Ashey Cader was a top class ruggerite and a referee | Daily News

Ashey Cader was a top class ruggerite and a referee

Former top class ruggerite coach and referee Ashey Cader should be remembered, for his good work on and off the field of rugby, He was a person who controlled the game and made sure the rules were followed by the players.

He died at the age of 85 in Australia in the mid 1980’s.

In 1948 Ashey Cader led Royal College with 14 freshers to knock the daylights out of Trinity College to win the Bradby Shield for the first time after the shield was introduced in 1945.

He was a top class number eight forward. He was a ruggerite who learned and polished the game at Royal College, he played under the leadership of N.W. Karunaratne in the previous year In 1948 the first leg was played on 3rd of July at Police Park, where Royal was able to score 6 points against -3. by Trinity Royal also won the second leg with the final score reading 8-6.

That year Royal College team was made out of players like Trevor Anghie, Desmond Van twest, A. Goonewardena, L. Panditharatne, Daya Perera,Dennis Hapugalle, Bala Sivaratnam, T. Arumugam, A.E. Bartholomeusz, Eustace Fonseka, Tony Anghie, G.T. Perimpanayagam, Daya Samarasinghe, and Geoff Weinman.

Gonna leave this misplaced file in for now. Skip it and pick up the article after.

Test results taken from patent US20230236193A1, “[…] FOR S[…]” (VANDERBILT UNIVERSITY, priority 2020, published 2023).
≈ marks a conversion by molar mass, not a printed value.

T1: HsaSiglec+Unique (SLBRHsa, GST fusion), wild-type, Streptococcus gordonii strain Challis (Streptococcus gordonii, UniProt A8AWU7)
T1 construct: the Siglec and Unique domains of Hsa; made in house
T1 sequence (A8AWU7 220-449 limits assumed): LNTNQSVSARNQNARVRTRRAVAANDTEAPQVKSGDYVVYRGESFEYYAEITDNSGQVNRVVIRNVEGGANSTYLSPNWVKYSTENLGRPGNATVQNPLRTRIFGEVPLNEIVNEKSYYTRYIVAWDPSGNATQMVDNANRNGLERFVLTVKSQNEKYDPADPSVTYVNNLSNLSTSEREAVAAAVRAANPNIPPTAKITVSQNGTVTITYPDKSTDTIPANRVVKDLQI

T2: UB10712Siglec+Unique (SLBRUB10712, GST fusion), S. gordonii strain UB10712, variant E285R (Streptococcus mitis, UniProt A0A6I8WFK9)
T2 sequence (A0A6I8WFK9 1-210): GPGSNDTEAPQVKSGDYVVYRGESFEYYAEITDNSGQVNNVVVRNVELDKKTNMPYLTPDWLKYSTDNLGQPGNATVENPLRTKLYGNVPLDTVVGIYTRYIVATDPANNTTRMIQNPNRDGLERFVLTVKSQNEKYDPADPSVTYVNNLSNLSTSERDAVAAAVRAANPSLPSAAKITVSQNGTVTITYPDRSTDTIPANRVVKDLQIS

Ashey as he was popularly known joined CR & FC and gave his best and led the club in 1958 and 1959 to win the Clifford Cup Championship. He also played for the national side and his team mates were Malcolm Wright, John Arenhold, Brute Mahendran, Eardley McHeyzer, H. Numan, Gamini Weerasinghe,Brian Van Twest, R. Kinnard, David Currie, EV Farquar, AG Sharpe-Paul, Kavan Rambuwella, to name a few .

During his playing days he was admired for his leadership as the Captain of the national Team, his prowess finesse and style as a No. 8 forward, and for his debonair and dashing looks. He led his school Royal College, his favourite club CR & FC and the national side. He was a ruggerite who was 6 ft 2 inches tall—who put his build to optimal use.

Those were days when as a line out forward there was no ’lifting’; and one had to outjump your opponent to win the ball

He was also a top class referee and gave his best with the whistle, In late 1970’s when Kandy SC played – Police he handled the whistle at Nittawela, Due to a fight between this writer and a Police forward both were sent off the field by him, and soon after the match as he came to the pavilion, he called both the players who were thrown out and said shake hands and forget about what happened in the field and enjoy a drink it was all in the game.


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